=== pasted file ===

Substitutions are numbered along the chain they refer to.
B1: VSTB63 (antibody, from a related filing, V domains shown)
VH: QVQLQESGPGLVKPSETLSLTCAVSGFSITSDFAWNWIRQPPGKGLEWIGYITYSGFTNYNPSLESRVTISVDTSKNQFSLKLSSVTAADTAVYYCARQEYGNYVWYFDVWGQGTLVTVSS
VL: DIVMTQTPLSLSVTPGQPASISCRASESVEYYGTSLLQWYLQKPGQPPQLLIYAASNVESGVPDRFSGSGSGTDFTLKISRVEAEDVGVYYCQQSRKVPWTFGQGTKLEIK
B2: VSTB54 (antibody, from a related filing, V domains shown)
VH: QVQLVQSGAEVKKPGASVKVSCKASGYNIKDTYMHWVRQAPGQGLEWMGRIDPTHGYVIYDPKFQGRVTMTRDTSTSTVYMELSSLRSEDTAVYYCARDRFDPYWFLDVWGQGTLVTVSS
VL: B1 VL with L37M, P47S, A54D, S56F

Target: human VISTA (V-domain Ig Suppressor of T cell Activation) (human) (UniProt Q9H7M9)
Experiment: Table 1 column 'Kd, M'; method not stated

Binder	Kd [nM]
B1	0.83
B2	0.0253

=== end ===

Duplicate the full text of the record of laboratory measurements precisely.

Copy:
Substitutions are numbered along the chain they refer to.
B1: VSTB63 (antibody, from a related filing, V domains shown)
VH: QVQLQESGPGLVKPSETLSLTCAVSGFSITSDFAWNWIRQPPGKGLEWIGYITYSGFTNYNPSLESRVTISVDTSKNQFSLKLSSVTAADTAVYYCARQEYGNYVWYFDVWGQGTLVTVSS
VL: DIVMTQTPLSLSVTPGQPASISCRASESVEYYGTSLLQWYLQKPGQPPQLLIYAASNVESGVPDRFSGSGSGTDFTLKISRVEAEDVGVYYCQQSRKVPWTFGQGTKLEIK
B2: VSTB54 (antibody, from a related filing, V domains shown)
VH: QVQLVQSGAEVKKPGASVKVSCKASGYNIKDTYMHWVRQAPGQGLEWMGRIDPTHGYVIYDPKFQGRVTMTRDTSTSTVYMELSSLRSEDTAVYYCARDRFDPYWFLDVWGQGTLVTVSS
VL: B1 VL with L37M, P47S, A54D, S56F

Target: human VISTA (V-domain Ig Suppressor of T cell Activation) (human) (UniProt Q9H7M9)
Experiment: Table 1 column 'Kd, M'; method not stated

Binder	Kd [nM]
B1	0.83
B2	0.0253